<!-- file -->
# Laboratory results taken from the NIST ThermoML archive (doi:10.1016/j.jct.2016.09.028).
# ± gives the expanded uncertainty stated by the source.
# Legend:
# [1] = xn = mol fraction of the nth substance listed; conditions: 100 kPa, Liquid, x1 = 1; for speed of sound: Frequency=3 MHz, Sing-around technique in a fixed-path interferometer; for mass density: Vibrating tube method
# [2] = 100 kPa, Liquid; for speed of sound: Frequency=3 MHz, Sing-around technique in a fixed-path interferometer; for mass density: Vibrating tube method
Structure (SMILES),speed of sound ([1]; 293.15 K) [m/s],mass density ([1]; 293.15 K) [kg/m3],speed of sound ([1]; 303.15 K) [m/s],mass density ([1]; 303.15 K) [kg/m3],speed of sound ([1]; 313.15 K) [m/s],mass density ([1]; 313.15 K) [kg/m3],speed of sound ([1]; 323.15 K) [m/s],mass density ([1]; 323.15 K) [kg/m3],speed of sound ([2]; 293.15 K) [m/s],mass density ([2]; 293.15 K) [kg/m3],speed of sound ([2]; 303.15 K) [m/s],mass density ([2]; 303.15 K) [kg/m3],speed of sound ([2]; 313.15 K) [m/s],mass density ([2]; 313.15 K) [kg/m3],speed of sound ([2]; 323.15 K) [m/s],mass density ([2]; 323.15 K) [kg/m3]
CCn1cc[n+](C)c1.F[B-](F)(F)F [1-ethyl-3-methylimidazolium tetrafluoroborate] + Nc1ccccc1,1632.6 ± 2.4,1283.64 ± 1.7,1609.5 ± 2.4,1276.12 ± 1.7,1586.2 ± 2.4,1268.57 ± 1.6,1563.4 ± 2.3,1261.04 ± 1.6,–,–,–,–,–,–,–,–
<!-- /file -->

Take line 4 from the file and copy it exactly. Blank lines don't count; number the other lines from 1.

# [1] = xn = mol fraction of the nth substance listed; conditions: 100 kPa, Liquid, x1 = 1; for speed of sound: Frequency=3 MHz, Sing-around technique in a fixed-path interferometer; for mass density: Vibrating tube method